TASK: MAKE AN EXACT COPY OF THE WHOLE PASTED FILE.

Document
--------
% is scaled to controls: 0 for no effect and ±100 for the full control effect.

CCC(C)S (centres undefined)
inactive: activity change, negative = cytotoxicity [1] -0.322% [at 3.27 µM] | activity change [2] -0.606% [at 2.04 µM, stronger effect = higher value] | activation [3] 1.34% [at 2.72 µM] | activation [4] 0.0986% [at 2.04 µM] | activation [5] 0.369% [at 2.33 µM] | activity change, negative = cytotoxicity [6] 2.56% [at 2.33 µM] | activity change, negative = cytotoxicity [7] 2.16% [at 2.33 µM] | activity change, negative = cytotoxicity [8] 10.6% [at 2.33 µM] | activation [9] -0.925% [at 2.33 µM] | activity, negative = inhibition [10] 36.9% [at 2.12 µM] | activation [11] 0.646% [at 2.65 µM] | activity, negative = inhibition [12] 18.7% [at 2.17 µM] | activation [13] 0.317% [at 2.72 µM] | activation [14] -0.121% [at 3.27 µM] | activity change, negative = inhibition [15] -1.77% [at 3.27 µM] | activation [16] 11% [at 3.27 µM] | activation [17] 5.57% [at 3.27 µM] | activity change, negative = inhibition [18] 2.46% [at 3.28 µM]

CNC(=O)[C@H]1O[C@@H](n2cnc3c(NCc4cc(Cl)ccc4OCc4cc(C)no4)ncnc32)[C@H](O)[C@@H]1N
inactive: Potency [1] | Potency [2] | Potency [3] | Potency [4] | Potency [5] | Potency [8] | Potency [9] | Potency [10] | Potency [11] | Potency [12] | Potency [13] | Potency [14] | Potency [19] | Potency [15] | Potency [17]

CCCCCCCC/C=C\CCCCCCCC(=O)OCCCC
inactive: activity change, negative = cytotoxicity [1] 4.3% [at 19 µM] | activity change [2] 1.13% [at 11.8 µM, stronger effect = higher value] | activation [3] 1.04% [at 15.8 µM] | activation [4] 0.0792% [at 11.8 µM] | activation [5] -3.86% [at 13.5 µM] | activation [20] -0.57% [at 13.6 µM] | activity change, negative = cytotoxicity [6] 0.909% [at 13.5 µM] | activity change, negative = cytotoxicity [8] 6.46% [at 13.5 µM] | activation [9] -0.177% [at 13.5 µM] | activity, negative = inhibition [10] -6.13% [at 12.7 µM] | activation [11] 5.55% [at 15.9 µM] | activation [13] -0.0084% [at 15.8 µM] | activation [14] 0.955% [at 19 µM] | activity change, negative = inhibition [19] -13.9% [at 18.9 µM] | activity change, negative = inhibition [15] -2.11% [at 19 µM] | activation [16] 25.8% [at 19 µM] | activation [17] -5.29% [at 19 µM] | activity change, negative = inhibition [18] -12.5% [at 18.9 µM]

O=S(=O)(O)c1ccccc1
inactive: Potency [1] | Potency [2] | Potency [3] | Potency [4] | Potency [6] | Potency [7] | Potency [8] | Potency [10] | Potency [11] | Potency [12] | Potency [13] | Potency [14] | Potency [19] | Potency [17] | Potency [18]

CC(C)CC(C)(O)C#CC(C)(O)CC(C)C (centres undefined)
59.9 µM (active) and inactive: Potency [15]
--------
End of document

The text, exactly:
% is scaled to controls: 0 for no effect and ±100 for the full control effect.

CCC(C)S (centres undefined)
inactive: activity change, negative = cytotoxicity [1] -0.322% [at 3.27 µM] | activity change [2] -0.606% [at 2.04 µM, stronger effect = higher value] | activation [3] 1.34% [at 2.72 µM] | activation [4] 0.0986% [at 2.04 µM] | activation [5] 0.369% [at 2.33 µM] | activity change, negative = cytotoxicity [6] 2.56% [at 2.33 µM] | activity change, negative = cytotoxicity [7] 2.16% [at 2.33 µM] | activity change, negative = cytotoxicity [8] 10.6% [at 2.33 µM] | activation [9] -0.925% [at 2.33 µM] | activity, negative = inhibition [10] 36.9% [at 2.12 µM] | activation [11] 0.646% [at 2.65 µM] | activity, negative = inhibition [12] 18.7% [at 2.17 µM] | activation [13] 0.317% [at 2.72 µM] | activation [14] -0.121% [at 3.27 µM] | activity change, negative = inhibition [15] -1.77% [at 3.27 µM] | activation [16] 11% [at 3.27 µM] | activation [17] 5.57% [at 3.27 µM] | activity change, negative = inhibition [18] 2.46% [at 3.28 µM]

CNC(=O)[C@H]1O[C@@H](n2cnc3c(NCc4cc(Cl)ccc4OCc4cc(C)no4)ncnc32)[C@H](O)[C@@H]1N
inactive: Potency [1] | Potency [2] | Potency [3] | Potency [4] | Potency [5] | Potency [8] | Potency [9] | Potency [10] | Potency [11] | Potency [12] | Potency [13] | Potency [14] | Potency [19] | Potency [15] | Potency [17]

CCCCCCCC/C=C\CCCCCCCC(=O)OCCCC
inactive: activity change, negative = cytotoxicity [1] 4.3% [at 19 µM] | activity change [2] 1.13% [at 11.8 µM, stronger effect = higher value] | activation [3] 1.04% [at 15.8 µM] | activation [4] 0.0792% [at 11.8 µM] | activation [5] -3.86% [at 13.5 µM] | activation [20] -0.57% [at 13.6 µM] | activity change, negative = cytotoxicity [6] 0.909% [at 13.5 µM] | activity change, negative = cytotoxicity [8] 6.46% [at 13.5 µM] | activation [9] -0.177% [at 13.5 µM] | activity, negative = inhibition [10] -6.13% [at 12.7 µM] | activation [11] 5.55% [at 15.9 µM] | activation [13] -0.0084% [at 15.8 µM] | activation [14] 0.955% [at 19 µM] | activity change, negative = inhibition [19] -13.9% [at 18.9 µM] | activity change, negative = inhibition [15] -2.11% [at 19 µM] | activation [16] 25.8% [at 19 µM] | activation [17] -5.29% [at 19 µM] | activity change, negative = inhibition [18] -12.5% [at 18.9 µM]

O=S(=O)(O)c1ccccc1
inactive: Potency [1] | Potency [2] | Potency [3] | Potency [4] | Potency [6] | Potency [7] | Potency [8] | Potency [10] | Potency [11] | Potency [12] | Potency [13] | Potency [14] | Potency [19] | Potency [17] | Potency [18]

CC(C)CC(C)(O)C#CC(C)(O)CC(C)C (centres undefined)
59.9 µM (active) and inactive: Potency [15]